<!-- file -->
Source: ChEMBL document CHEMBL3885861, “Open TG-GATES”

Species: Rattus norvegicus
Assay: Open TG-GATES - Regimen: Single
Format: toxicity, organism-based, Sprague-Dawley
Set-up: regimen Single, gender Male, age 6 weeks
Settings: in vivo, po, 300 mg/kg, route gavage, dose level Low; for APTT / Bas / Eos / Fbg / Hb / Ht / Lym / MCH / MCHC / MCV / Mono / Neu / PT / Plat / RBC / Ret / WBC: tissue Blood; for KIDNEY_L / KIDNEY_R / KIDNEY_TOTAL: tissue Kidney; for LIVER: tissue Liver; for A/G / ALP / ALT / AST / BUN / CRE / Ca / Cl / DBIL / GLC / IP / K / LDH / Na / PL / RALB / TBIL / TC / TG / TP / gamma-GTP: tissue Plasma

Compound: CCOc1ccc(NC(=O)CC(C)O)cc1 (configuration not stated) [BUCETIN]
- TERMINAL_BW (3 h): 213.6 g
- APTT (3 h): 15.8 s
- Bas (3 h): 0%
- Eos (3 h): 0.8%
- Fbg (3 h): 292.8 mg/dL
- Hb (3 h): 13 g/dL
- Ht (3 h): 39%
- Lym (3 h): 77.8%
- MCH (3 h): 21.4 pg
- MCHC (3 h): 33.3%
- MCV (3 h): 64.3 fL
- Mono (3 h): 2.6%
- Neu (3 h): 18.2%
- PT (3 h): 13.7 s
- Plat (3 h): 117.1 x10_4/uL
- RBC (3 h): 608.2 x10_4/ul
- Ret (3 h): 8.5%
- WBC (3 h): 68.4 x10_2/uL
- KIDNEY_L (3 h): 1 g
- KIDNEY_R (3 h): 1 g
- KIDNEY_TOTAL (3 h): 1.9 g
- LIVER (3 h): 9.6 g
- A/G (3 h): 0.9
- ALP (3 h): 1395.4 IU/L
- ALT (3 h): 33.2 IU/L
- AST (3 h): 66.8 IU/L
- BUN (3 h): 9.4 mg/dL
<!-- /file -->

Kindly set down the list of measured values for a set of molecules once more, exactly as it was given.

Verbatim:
Source: ChEMBL document CHEMBL3885861, “Open TG-GATES”

Species: Rattus norvegicus
Assay: Open TG-GATES - Regimen: Single
Format: toxicity, organism-based, Sprague-Dawley
Set-up: regimen Single, gender Male, age 6 weeks
Settings: in vivo, po, 300 mg/kg, route gavage, dose level Low; for APTT / Bas / Eos / Fbg / Hb / Ht / Lym / MCH / MCHC / MCV / Mono / Neu / PT / Plat / RBC / Ret / WBC: tissue Blood; for KIDNEY_L / KIDNEY_R / KIDNEY_TOTAL: tissue Kidney; for LIVER: tissue Liver; for A/G / ALP / ALT / AST / BUN / CRE / Ca / Cl / DBIL / GLC / IP / K / LDH / Na / PL / RALB / TBIL / TC / TG / TP / gamma-GTP: tissue Plasma

Compound: CCOc1ccc(NC(=O)CC(C)O)cc1 (configuration not stated) [BUCETIN]
- TERMINAL_BW (3 h): 213.6 g
- APTT (3 h): 15.8 s
- Bas (3 h): 0%
- Eos (3 h): 0.8%
- Fbg (3 h): 292.8 mg/dL
- Hb (3 h): 13 g/dL
- Ht (3 h): 39%
- Lym (3 h): 77.8%
- MCH (3 h): 21.4 pg
- MCHC (3 h): 33.3%
- MCV (3 h): 64.3 fL
- Mono (3 h): 2.6%
- Neu (3 h): 18.2%
- PT (3 h): 13.7 s
- Plat (3 h): 117.1 x10_4/uL
- RBC (3 h): 608.2 x10_4/ul
- Ret (3 h): 8.5%
- WBC (3 h): 68.4 x10_2/uL
- KIDNEY_L (3 h): 1 g
- KIDNEY_R (3 h): 1 g
- KIDNEY_TOTAL (3 h): 1.9 g
- LIVER (3 h): 9.6 g
- A/G (3 h): 0.9
- ALP (3 h): 1395.4 IU/L
- ALT (3 h): 33.2 IU/L
- AST (3 h): 66.8 IU/L
- BUN (3 h): 9.4 mg/dL